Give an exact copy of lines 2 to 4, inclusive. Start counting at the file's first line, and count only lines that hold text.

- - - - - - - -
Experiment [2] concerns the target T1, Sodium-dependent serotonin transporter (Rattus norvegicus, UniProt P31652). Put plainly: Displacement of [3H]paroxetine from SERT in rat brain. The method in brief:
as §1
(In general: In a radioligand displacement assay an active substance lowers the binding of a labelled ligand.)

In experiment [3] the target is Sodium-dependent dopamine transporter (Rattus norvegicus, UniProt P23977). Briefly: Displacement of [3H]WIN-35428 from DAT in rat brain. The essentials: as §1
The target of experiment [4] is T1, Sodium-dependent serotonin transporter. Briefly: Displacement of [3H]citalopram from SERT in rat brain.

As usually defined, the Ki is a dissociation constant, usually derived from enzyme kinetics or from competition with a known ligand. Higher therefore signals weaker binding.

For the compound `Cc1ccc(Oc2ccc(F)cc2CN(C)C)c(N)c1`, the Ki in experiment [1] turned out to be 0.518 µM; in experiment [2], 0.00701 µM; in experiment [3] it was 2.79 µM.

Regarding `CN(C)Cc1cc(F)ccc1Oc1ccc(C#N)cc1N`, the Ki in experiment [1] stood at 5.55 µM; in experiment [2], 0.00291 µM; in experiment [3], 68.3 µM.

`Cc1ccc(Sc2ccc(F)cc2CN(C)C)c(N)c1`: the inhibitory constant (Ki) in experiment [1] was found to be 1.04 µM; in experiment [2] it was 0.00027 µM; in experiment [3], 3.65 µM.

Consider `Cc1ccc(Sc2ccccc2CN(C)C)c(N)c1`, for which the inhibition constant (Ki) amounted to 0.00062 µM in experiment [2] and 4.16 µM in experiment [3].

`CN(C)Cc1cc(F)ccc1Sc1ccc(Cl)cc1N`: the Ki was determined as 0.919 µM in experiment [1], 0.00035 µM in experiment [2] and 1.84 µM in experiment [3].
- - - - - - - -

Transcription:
as §1
(In general: In a radioligand displacement assay an active substance lowers the binding of a labelled ligand.)

In experiment [3] the target is Sodium-dependent dopamine transporter (Rattus norvegicus, UniProt P23977). Briefly: Displacement of [3H]WIN-35428 from DAT in rat brain. The essentials: as §1